Andrew Houben arrived at Ere on 5 November 1845. The Chateau d’Ere had belonged to Baroness de Croeser of Valenciennes, who had given the property to the Passionists as their first monastery outside Italy. With the arrival of four Passionists from Rome on 15 June 1840, the house was renamed Holy Cross Retreat; the word ‘Retreat’ was used by the founder of the Passionists, St Paul of the Cross, when referring to the houses of his Congregation, as exemplifying the spirit of prayer, penance and solitude which animates the Passionist life.
As a young man St Paul of the Cross had felt drawn to a life of contemplation, centred on the Passion of Jesus, but at the same time he believed that God was calling him to be a preacher of the Mystery of the Cross, sharing with others the message of God’s infinite love which is revealed on Calvary. In 1720, at the age of twenty-six, Paul wrote a rule of life for a new community whose members would contemplate and proclaim the Mystery of the Cross. The Paschal Mystery of Christ’s Death and Resurrection, source of life for all who believe, was symbolised for Paul in the distinctive dress of his community: a black habit on the front of which is the badge or sign of the Passionists -- surmounted by a white cross, the symbol of a heart in which are inscribed the words ‘the Passion of Jesus Christ’. In his writings he explains that when, as a young man, the form of the habit was revealed to him as he prayed, he heard these words of explanation: ‘This signifies how pure and spotless that heart should be which must bear the holy name of Jesus graven upon it.’
St Paul of the Cross has a special love for ‘England and the neighbouring kingdoms’ of Ireland and Scotland. It was his hope that some day the Passionists would work there for the healing of the divisions between Christians, seeking unity under the Cross of Christ. His ecumenical vision and lifelong prayer bore fruit when Blessed Dominic Barberi, who had opened the house at Ere, set out for England with one companion in October 1841. When Andrew Houben arrived at Holy Cross Retreat four years later, everyone in the house would have been talking about England. Just three weeks earlier Blessed Dominic had arrived from Oxford with the news that he had received John Henry Newman into the Catholic Church, an event which proved to be not just the talk of the monastery but the talk of Europe. Naturally Andrew, on hearing this, would have been filled with enthusiasm for the English foundation and for the work of promoting Christian unity. above: St Paul of the Cross, founder of the Passionists
Before he could be received as a novice, Andrew spent a month as a postulant. The period of postulancy is a time in which the candidate is introduced to the community so that he can learn about its life and so that the community can judge whether or not he is suitable for acceptance as a novice. Before a young man would be admitted into the novitiate St Paul of the Cross wished his patience and humility to be tested; in the sixth chapter of the Rule he wrote:
For this end he shall be publicly reprehended, particularly in the refectory, and shall sometimes eat upon the ground, and perform other humiliating and mortifying works ordered by the Superiors, from which it may be clearly known whether he has a real love of being despised; whether he be dead to himself and to the world, in order to live only to God, in God, and through God, willingly hiding his life in Jesus Christ, who, for our sakes, chose to become the reproach of men, and the outcast of the people, giving the most faultless example of all virtues.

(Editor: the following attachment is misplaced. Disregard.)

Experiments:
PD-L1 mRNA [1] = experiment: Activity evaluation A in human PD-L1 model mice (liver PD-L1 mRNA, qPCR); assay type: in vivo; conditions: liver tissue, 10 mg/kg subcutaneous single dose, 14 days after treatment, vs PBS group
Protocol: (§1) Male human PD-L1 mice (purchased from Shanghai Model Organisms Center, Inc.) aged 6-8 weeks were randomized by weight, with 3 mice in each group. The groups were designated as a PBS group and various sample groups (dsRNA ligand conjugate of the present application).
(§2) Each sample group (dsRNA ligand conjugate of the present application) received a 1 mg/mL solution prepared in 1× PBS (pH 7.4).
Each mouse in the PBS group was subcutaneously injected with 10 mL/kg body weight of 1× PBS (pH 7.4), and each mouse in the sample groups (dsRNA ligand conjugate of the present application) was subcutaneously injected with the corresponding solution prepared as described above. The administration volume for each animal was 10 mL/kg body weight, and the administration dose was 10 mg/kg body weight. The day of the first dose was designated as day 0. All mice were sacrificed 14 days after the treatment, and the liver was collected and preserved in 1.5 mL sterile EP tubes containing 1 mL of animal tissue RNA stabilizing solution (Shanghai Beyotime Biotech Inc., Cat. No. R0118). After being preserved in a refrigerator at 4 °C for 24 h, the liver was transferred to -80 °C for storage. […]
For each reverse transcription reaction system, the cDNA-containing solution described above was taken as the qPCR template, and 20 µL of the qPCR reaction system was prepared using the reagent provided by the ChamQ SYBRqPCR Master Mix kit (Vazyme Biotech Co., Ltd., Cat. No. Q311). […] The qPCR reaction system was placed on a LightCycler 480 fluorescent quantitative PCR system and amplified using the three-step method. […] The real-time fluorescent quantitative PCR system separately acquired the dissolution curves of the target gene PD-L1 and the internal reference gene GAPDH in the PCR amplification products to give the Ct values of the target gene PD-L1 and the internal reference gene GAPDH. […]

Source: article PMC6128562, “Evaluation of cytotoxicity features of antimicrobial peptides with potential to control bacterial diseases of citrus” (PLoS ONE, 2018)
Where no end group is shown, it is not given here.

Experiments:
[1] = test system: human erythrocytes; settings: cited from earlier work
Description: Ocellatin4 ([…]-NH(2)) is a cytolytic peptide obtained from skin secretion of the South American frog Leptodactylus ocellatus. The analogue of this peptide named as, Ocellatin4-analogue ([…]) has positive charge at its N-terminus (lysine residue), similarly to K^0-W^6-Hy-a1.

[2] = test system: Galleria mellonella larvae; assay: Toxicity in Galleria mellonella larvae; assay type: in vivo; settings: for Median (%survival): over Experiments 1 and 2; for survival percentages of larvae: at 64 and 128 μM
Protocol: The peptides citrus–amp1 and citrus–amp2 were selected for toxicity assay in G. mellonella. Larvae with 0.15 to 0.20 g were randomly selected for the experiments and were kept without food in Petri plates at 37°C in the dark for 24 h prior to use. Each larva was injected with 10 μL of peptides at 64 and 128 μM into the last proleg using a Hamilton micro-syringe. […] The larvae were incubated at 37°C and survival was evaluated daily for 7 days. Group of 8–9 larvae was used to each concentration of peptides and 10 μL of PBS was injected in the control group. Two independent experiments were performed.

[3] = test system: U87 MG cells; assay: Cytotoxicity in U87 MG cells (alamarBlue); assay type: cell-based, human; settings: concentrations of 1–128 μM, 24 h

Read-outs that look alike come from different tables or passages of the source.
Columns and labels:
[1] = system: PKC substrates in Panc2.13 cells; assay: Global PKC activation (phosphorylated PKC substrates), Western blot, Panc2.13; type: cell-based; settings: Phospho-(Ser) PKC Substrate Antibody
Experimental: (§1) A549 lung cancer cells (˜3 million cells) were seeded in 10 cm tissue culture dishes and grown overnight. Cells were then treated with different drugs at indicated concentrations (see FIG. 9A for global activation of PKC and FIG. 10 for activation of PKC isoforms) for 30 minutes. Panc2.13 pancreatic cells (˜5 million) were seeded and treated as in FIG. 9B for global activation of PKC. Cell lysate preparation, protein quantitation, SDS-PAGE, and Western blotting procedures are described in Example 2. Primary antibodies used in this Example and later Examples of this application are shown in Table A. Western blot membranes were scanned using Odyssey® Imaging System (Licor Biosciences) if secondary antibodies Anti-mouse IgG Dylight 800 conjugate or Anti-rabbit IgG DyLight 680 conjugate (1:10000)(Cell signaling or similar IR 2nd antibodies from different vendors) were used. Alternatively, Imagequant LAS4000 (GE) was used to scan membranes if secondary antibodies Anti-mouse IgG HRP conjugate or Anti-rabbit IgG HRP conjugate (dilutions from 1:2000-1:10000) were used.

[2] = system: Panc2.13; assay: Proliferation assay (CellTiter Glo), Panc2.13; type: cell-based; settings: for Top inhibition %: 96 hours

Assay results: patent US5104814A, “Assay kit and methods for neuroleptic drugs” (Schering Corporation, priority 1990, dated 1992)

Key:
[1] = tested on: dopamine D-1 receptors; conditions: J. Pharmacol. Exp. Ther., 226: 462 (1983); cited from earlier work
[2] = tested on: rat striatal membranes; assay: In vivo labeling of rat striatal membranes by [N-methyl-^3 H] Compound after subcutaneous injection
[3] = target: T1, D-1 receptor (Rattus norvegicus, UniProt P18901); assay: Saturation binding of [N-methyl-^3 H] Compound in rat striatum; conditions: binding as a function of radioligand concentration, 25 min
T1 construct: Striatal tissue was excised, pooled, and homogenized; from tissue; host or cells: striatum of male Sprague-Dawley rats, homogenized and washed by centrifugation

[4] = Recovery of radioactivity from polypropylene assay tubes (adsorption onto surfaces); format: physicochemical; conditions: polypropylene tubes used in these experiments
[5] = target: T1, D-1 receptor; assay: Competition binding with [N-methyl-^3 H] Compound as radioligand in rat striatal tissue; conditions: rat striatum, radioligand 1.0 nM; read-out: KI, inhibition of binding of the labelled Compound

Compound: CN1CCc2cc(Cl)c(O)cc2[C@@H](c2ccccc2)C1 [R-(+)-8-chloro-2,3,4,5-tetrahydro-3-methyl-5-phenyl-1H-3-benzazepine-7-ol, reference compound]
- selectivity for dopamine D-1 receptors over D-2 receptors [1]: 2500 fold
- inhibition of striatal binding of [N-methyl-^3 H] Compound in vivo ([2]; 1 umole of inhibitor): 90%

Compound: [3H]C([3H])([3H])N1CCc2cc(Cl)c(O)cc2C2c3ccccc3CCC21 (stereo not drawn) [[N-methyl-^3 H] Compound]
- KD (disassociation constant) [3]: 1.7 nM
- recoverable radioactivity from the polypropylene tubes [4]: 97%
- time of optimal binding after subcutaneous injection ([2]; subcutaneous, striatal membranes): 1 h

At the end of his postulancy, on the recommendation of the Master of Novices, Fr Valentine Guerrini, the community decided to accept Andrew as a novice. On the evening of 1 December, after Compline, he was clothed in the black habit of the Passion and given the name Charles. As one who would later study for the priesthood, he would be addressed as Confrater rather than Brother; for his devotional title he was permitted to keep the name of the patron he had since baptism: Andrew. From now on he would be known not as Andrew Houben but as Confrater Charles of St Andrew.
The seven years Charles spent as a novice, student and student-priest represent the most hidden part of his life. These are years about which we know practically nothing. There have come down to us from this time none of his letters and only a few recollections of his companions. Yet these were the years in which the foundations of his future priestly and religious life were being laid; the grain of wheat lay buried in the ground, waiting to bear much fruit.
In the first months of his novitiate year, Charles was joined by other young men from Holland, including Isidore Brems who would later be Provincial of Belgium, France and Holland, and Michael Emons who was, like Charles, a former pupil of Mr Schrijen of Broeksittard. According to Michael, even as a young man Charles was ‘always humble, simple, charitable and exact in the observance of the Rule. He was greatly loved by his superiors and companions because of his simplicity, humility and obedience.’
Blessed Dominic, who visited the community while Charles was a novice, was very happy with the way things were at Ere. He wrote to the General, Fr Anthony Testa, on 29 September 1846, ‘There are eight novices. Almost all seem to be to be quite good, expecially the six Dutch, who have an angelic nature.’ Dominic went on to say that he was also pleased with the Novice Master; he found him quite lively, but, he added, ‘that’s not a crime!’
Towards the end of that year, on 10 December, Charles made his religious profession. The profession should have been earlier but it was delayed for a week or so because the superior, Fr Peter Magagnotto, was in France giving a retreat to the Benedictines at Douai. At his profession, as well as the three vows of poverty, chastity and obedience, Charles took the distinctive vow of the Passionists, by which he committed himself to contemplating the mystery of Christ’s suffering and promoting in the hearts of others the memory of the Passion. After pronouncing his vows he received the Passionist sign which, as a professed member of the Congregation, he would now wear on his habit. above: the sign of the Passionists